Should women lift weights?

Yes yes yes!!

Women should absolutely lift weights!

How many times have I been lifting weights in the gym when men come up to me and say "Hey that can't be healthy for a woman to be lifting weights, especially not such heavy weights!" Has this happened to you? Or are you one of those people who say this??

There are so many reasons why women should be doing weight training. We discussed in a previous post why women CAN lift weights without the fear of getting big and bulky. Here we will discuss why women SHOULD lift weights.

More effective fat loss

As well as looking nice and toned, many women want to lose the extra weight, to get back into those jeans they love, to look more trim. Well, a huge advantage to weight training is the body's ability to burn calories during and after a workout. Studies have shown that after weight training, the metabolism can be boosted for up to 36 hours after the workout, therefore burning more calories! Sounds good right?!

While cardio exercise can burn lots of calories during the workout itself (even more than strength training), in order to generate a high post-workout calorie burn, you would need to be doing it for a long duration of time or at a very high intensity. Typically, this can be difficult for those carrying extra weight, and individuals who are capable of doing such a thing tend not to be concerned with fat loss.

Burn more calories

Your muscle mass largely determines your resting metabolic rate (RMR). We are constantly burning calories all day long whether we are walking, sitting, or sleeping. (I bet that got your attention!) RMR is how many calories our body is burning whilst in a resting state. Weight training builds more muscle. The more muscle mass you have, the more calories you burn!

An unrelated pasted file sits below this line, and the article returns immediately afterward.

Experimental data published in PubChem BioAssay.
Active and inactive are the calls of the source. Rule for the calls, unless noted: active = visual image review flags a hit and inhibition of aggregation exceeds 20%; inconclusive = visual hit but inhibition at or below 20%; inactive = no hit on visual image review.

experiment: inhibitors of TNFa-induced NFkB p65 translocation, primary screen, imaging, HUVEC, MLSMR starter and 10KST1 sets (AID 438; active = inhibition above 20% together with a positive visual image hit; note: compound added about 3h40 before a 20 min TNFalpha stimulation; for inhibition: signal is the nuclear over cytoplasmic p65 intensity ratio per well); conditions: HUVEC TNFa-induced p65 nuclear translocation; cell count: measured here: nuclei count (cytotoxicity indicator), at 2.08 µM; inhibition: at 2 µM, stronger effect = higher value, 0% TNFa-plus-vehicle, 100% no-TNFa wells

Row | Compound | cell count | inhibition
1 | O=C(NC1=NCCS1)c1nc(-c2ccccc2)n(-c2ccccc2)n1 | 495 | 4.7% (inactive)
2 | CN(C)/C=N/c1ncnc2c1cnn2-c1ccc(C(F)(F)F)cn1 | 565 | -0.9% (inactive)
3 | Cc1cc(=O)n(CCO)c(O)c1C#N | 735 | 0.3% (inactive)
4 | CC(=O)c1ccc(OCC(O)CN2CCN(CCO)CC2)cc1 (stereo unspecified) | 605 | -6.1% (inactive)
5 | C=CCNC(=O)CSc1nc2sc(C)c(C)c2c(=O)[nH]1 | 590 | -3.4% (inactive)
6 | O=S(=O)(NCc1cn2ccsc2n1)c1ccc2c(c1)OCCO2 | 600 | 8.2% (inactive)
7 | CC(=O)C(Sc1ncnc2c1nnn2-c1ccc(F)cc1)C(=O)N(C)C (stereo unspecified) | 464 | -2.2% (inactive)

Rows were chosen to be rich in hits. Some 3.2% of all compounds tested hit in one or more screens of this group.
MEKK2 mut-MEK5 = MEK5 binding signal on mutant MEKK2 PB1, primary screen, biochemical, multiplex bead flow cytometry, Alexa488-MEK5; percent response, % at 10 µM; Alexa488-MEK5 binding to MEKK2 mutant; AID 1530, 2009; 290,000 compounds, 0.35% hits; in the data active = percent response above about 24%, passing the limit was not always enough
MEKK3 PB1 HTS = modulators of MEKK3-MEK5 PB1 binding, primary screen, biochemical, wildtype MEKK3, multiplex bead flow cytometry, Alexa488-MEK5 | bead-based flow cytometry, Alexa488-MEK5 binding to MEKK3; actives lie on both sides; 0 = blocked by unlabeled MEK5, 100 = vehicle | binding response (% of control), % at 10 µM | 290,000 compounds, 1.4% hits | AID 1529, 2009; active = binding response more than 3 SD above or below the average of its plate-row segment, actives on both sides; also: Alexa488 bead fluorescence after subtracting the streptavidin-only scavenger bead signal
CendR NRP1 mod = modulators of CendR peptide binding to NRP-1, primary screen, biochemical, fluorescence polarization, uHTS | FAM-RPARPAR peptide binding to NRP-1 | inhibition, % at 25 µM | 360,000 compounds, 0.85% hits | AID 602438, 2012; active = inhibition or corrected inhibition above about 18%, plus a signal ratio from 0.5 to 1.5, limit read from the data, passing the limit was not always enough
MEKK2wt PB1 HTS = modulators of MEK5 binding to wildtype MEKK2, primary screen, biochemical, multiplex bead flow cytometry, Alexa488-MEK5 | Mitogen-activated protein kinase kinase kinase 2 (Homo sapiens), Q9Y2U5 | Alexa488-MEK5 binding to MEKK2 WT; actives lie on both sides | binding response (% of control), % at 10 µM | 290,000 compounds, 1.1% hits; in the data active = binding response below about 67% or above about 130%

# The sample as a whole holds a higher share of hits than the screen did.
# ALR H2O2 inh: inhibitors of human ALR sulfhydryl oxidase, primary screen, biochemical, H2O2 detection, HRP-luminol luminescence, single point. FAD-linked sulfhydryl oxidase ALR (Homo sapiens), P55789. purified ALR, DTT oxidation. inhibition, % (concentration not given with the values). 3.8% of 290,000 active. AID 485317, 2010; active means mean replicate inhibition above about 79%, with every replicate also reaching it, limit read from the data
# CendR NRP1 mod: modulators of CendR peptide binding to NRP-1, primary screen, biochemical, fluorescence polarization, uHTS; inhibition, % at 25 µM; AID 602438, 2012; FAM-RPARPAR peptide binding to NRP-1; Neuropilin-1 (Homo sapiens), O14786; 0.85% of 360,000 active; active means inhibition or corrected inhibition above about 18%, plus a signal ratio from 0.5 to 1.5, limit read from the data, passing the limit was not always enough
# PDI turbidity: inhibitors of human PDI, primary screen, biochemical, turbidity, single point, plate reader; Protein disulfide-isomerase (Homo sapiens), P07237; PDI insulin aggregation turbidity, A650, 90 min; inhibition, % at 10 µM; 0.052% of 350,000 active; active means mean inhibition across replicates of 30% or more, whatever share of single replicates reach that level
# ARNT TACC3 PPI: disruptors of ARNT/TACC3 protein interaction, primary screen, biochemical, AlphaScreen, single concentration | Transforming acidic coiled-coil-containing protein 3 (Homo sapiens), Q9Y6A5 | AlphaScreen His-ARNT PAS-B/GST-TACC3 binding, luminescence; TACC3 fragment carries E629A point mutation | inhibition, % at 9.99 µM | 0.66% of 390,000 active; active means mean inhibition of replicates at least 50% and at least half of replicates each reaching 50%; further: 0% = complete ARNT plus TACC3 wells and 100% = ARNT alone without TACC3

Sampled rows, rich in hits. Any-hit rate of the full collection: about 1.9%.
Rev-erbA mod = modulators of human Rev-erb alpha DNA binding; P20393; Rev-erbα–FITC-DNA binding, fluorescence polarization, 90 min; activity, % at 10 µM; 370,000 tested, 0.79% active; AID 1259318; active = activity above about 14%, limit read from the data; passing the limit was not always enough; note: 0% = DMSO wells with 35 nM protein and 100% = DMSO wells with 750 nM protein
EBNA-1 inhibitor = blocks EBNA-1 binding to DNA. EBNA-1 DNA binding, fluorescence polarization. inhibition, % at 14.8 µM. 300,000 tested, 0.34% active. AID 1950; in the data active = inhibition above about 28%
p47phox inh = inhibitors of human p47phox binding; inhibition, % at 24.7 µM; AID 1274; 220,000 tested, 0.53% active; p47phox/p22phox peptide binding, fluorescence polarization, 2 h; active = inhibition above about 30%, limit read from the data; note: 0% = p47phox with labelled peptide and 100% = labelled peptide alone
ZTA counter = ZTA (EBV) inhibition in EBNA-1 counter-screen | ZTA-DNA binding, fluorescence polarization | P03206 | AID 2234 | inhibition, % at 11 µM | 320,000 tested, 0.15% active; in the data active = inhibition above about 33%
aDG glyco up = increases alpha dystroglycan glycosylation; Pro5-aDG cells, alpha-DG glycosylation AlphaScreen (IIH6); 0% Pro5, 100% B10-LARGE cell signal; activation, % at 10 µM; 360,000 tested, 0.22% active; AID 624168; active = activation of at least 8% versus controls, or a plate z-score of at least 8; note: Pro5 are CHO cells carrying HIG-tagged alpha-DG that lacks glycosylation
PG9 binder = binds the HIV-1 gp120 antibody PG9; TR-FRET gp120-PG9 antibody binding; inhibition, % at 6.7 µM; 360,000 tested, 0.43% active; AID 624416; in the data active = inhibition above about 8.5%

Bone health

As you age, you are at risk of losing muscle mass as well as bone mass. Ever heard of osteoporosis? Osteoporosis is a disorder which causes bones to become weak and brittle and therefore far more susceptible to fractures. It is most common among postmenopausal women because the body no longer secretes oestrogen. When there are lower levels of oestrogen, the osteoblasts (the cells that are responsible for bone formation) aren't able to effectively produce bone. Bones adapt to the loads under which they are placed. Weight training makes your bones denser because you have to overcome gravity, causing your muscles to pull on your bones, stimulating the osteoblasts for bone tissue growth. Therefore resistance training is a great way to combat loss of bone mass and lower the risks of osteoporosis.

Reduce risk of breast cancer

I bet this is new to you! Studies have shown that physical activity can reduce the risks of developing breast cancer in both pre-menopausal and post-menopausal women. However, substantial weight gain can negate these benefits, so it is important to maintain a healthy weight too.

Not only that, research has shown that weight lifting keeps breast cancer survivors healthy! Survivors of breast cancer are at greater risk of developing frailty; decreased muscle strength, weak bones, and becoming easily tired, all of which are improved with strength training!

The above reasons are more specific to women. Of course there are many other health benefits to strength training for men and women alike. Strength training lowers blood pressure, improves balance and stability, strengthens the joints preventing/reducing symptoms of arthritis, lowers risks of heart disease, improves insulin sensitivity (role in preventing/treating diabetes), improves cholesterol etc.

Do you need more convincing?!

Women, pick up a pair of weights now and you'll never look back!

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